Sun Sentinel - June 24 2004
South Florida's population up by 280,808 since 2000, census says

By Robin Benedick
Staff Writer


The breakneck pace of growth in South Florida continues to slow, yet the area still added almost 80,000 people last year, according to estimates released today by the Census Bureau.

Palm Beach County led the region, gaining 27,973 residents from July 2002 to July 2003. Broward grew by 26,983; Miami-Dade by 24,648. Those numbers are down from 2000, when Broward alone added nearly 40,000 people.

For the second year in a row, no city in South Florida made the top 10 list of the nation's fastest-growing large cities. But Port St. Lucie, a bedroom community about an hour's drive north of West Palm Beach, made its first appearance at No. 6. Cape Coral, near Fort Myers on the west coast, was the only other Florida city at No. 10.

Pembroke Pines and Coral Springs first made the top 10 list in 1996, when their populations reached 100,000. Coral Springs was on the list for two years; Pembroke Pines remained until 2001.

As cities get bigger, their growth rates typically slow because the change is less dramatic, demographers said.

"We're not going to show up on the top 10 charts much anymore," said Dick Ogburn, principal planner for the South Florida Regional Planning Council. "But with Scripps [Research Institute] coming to Palm Beach County and all the growth around Martin and St. Lucie counties, Port St. Lucie is going to absolutely explode off the map."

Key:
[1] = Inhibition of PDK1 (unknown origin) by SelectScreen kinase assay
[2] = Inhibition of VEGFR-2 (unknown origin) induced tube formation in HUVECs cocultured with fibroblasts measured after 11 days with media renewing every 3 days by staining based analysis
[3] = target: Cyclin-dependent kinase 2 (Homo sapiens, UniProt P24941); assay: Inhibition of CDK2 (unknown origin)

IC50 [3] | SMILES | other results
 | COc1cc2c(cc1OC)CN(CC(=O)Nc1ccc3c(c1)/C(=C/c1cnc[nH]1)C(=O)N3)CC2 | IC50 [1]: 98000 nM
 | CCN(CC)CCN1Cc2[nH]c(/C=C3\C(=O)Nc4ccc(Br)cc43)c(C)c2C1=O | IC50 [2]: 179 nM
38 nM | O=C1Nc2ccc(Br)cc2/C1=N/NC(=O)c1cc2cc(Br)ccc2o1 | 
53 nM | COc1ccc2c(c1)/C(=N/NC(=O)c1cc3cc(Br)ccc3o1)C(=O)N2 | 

Just ask Diane Volkart, a Coldwell Banker broker-associate who works in Port St. Lucie, which topped 100,000 people in the 2003 estimates,

"Our biggest customers are from South Florida, and so many of them come up here on the weekends that they stand outside our door waiting to see someone," said Volkart, a 15-year Port St. Lucie resident.

Many tell her they want to move to escape congestion and find a house they can afford. New three-bedroom homes in Port St. Lucie sell for $175,000 to $200,000. Resales cost less. The median price of homes in South Florida is about $300,000, with demand for houses far outpacing supply.

Ogburn expects Miramar to make the nation's top 10 list in a year or two.

The southwest Broward city grew by nearly 24,000 during the past three years, second only to Jacksonville, which added about 38,000 people.

Today, Miramar has likely surpassed 100,000 people to become the fifth city in Broward of that size and the 16th in Florida. The city was only a few thousand shy of that mark in 2003 estimates.

While Broward's building boom has slowed, more people moved to Broward between 2000 and 2003 than to any other Florida county, the census data showed.

Broward added 108,329 people, boosting its total population to 1.7 million. Palm Beach County added about 85,000 people, growing to 1.2 million. Miami-Dade grew by about 87,000 to 2.3 million.

Florida's population passed 17 million, up just over 1 million people from 2000.

For smaller cities and towns, Parkland, in northwest Broward, again scored near the top statewide in percentage growth since 2000. The town of almost 20,000 people grew by 44 percent. Royal Palm Beach and Wellington in Palm Beach County also were in the top 20 in Florida in percentage growth.

Royal Palm Beach grew by almost a third to almost 29,000 people. Wellington grew by 22 percent to about 47,000.

Nationally, eight of the top 10 fastest-growing large cities are in Arizona, Nevada and California.

The Census Bureau looked primarily at building permits to devise 2003 population estimates. To view the data, go online to http://eire.census.gov/popest/data/cities.php.

Staff database specialist John Maines contributed to this report.





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